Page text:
As Paul closes his advice on how to use spiritual gifts to teach the gospel (1 Cor. 14:23-40), he immediately opens 1 Cor. 15 with a reminder to the Corinthian brethren of what the gospel is (1 Cor. 15: 1-4). "Moreover brethren, I declare unto you the gospel which I preached unto you, which ye also received, and wherein ye stand; by which also ye are saved, if ye keep in memory what I preached unto you, unless ye have believed in vain. For I delivered unto you first of all that which I received, how that Christ died for our sins according to the scripture; and he was buried, and that he rose again the third day according to the scriptures."

To prepare the Corinthians to use these spiritual gifts for the greatest impact, Paul places a value on one gift above another. "But he that prophesieth [a synonym for teacher] speaketh unto men to edification and exhortation and comfort" (1 Cor. 14:3). "He that speaketh in an unknown tongue edifieth himself but he that prophesieth [teacheth] edifieth the church (1 Cor. 14:2).

Beginning in 1 Cor. 14:23-40, Paul depicts "An Assembly in Action". "If, therefore the whole church come together in one place [that is, all the Christians in Corinth] and all speak with tongues, and there come in those that are unlearned and unbelievers, will they not say that ye are mad" (v.23)? In what they were doing there was no edification for others (1 Cor. 14:4). "But if all prophesy [teach] and there come in one that believeth not or one unlearned, he is convinced of all, he is judged of all. And thus the secrets of his heart are manifest; and so falling down on his face he will worship God and report that God is in you of a truth" (v. 24,25). "For the word of God ... is a discerner of the thoughts and the intents of the heart" (Heb. 4: 12b).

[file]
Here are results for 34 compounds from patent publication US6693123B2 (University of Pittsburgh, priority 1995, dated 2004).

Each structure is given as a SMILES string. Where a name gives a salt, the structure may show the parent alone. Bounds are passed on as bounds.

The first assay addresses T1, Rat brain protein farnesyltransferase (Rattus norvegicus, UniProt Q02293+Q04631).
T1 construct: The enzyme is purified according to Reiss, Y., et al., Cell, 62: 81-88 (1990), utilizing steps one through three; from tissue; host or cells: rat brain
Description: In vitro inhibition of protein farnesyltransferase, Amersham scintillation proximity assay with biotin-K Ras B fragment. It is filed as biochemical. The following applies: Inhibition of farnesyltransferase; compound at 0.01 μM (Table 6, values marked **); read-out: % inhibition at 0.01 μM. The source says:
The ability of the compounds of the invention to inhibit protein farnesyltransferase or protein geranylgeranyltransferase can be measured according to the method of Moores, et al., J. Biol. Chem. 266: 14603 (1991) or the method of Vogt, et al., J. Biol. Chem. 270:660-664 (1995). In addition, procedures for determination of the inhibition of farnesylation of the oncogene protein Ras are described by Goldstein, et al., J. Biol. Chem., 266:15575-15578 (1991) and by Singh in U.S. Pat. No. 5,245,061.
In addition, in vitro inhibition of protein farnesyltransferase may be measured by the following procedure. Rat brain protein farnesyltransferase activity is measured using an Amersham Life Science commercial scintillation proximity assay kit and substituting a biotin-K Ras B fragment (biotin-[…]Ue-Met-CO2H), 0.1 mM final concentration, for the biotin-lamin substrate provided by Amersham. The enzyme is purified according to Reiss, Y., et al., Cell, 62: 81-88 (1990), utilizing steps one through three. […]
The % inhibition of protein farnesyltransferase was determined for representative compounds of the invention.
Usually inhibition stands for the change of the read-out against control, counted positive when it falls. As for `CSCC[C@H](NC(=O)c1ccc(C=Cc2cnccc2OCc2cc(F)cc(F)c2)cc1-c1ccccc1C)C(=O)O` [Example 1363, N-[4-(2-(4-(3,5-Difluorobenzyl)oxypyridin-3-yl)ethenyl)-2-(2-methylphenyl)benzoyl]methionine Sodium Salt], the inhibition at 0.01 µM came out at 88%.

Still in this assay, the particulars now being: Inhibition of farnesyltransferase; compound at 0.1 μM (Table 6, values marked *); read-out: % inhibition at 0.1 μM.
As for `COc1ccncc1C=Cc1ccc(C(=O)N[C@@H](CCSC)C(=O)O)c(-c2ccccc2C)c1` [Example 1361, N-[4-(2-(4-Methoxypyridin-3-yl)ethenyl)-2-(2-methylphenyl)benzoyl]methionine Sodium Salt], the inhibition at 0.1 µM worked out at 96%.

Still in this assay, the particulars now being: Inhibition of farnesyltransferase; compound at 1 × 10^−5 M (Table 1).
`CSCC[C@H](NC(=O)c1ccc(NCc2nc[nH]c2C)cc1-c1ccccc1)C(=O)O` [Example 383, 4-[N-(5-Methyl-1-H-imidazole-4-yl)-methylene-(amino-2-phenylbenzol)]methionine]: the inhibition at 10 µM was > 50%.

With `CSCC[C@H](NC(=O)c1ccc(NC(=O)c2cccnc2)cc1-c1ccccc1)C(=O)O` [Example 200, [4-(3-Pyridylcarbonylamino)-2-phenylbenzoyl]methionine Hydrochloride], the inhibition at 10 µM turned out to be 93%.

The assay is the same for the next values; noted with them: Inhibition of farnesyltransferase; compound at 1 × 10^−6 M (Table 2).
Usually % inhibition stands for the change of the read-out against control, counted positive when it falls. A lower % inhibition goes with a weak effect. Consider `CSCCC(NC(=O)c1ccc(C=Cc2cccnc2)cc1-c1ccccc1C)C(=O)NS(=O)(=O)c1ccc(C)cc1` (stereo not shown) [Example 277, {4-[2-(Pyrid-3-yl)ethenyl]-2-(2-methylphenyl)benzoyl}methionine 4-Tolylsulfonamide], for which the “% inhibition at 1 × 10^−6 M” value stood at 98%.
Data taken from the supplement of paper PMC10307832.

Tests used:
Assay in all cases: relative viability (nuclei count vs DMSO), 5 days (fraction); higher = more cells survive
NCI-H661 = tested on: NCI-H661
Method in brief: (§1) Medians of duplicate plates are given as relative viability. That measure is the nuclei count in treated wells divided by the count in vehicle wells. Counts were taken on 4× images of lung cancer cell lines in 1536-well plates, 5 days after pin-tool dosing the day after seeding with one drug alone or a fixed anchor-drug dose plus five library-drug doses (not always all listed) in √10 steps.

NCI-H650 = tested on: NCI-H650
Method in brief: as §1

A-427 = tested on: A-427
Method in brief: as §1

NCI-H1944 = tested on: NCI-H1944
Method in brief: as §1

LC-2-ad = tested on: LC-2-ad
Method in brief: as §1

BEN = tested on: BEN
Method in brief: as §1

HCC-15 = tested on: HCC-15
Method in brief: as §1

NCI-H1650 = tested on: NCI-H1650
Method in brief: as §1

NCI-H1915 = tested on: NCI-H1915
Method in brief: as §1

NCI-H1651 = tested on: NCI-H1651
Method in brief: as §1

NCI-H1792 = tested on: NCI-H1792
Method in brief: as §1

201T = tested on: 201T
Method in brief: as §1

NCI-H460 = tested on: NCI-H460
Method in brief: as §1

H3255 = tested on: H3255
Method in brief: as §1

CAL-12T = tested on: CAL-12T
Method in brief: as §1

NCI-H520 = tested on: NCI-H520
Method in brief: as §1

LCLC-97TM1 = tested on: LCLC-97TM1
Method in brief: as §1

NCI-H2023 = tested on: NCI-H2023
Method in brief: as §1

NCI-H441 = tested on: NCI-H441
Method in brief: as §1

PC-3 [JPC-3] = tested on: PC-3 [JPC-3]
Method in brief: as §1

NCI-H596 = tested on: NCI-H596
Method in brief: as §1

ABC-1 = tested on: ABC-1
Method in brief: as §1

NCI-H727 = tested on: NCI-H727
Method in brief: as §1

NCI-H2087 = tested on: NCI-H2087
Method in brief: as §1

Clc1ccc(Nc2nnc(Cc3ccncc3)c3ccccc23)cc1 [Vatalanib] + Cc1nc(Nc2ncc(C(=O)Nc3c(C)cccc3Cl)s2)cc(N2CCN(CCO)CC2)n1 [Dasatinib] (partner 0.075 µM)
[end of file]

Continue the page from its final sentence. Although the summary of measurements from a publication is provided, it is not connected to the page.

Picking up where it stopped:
Paul advised, "brethren when ye Come together", regardless of diversity of gifts, "Let all things be done unto edification" (v. 26). Paul continues to assert the lesser value of speaking in the "unknown tongue" by limiting the number of speakers, and that by course (one by one). Also, if there is no interpreter, let him keep silence and speak to himself and God [v. 27-30).

However, Paul places great freedom of speech on the gift of prophesy (teaching). He states, "For ye may ALL prophesy [teach] one by one, that ALL may learn, and ALL may be comforted" (v. 31). In verse 32, he warns them to check on the spirit of the prophet (teacher). See I John 4: 1-6.